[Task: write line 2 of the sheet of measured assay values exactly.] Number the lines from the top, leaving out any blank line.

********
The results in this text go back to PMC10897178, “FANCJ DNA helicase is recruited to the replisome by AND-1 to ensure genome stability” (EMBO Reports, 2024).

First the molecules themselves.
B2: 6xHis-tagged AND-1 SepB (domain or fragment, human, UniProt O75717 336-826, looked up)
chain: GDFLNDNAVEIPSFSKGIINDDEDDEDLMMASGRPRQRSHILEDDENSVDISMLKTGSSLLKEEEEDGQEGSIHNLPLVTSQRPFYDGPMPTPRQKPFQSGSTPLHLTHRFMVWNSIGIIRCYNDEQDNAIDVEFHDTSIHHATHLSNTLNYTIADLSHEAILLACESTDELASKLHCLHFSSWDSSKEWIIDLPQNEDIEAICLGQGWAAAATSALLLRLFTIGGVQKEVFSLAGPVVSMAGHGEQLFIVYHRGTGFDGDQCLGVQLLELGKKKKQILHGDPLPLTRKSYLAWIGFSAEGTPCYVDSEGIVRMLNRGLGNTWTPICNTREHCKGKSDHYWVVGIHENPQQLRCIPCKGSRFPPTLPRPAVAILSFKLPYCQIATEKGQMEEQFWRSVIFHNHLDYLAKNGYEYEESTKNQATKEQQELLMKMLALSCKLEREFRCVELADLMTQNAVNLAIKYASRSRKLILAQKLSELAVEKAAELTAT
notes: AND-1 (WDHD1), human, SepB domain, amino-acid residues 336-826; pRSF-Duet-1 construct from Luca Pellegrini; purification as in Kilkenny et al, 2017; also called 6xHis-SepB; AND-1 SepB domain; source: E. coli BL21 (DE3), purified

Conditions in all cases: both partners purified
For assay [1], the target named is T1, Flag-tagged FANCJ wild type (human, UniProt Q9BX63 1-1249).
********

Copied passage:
First the molecules themselves.